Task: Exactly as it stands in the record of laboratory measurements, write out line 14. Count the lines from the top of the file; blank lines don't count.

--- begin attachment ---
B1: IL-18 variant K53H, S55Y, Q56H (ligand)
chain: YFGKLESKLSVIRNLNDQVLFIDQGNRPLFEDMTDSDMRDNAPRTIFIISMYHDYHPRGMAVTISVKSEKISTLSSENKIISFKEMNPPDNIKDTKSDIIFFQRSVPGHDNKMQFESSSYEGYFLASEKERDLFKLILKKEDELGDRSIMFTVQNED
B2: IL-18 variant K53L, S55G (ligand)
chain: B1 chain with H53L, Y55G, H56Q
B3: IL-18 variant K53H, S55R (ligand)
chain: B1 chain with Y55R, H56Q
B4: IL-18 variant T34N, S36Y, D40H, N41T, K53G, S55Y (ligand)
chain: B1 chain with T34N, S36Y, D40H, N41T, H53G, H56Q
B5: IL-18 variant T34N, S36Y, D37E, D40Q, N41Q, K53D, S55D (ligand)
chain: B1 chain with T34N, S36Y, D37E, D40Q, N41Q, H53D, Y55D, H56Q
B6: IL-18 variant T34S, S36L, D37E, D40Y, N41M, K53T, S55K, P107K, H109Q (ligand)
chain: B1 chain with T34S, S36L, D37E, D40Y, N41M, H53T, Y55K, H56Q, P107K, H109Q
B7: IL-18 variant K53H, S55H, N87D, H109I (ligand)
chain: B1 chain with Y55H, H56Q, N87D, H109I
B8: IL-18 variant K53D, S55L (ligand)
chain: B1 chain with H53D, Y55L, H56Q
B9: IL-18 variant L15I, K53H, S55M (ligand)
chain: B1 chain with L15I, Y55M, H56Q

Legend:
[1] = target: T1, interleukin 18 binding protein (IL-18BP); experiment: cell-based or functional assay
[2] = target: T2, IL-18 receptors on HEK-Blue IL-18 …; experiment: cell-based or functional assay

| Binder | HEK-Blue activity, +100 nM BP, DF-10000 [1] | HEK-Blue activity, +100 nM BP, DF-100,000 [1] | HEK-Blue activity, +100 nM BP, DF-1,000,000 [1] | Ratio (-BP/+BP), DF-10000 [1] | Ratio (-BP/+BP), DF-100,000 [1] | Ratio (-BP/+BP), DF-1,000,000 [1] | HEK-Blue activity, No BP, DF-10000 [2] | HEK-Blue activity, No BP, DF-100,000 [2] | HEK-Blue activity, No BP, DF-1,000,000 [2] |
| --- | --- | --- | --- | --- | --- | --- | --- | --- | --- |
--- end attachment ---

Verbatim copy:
chain: B1 chain with Y55H, H56Q, N87D, H109I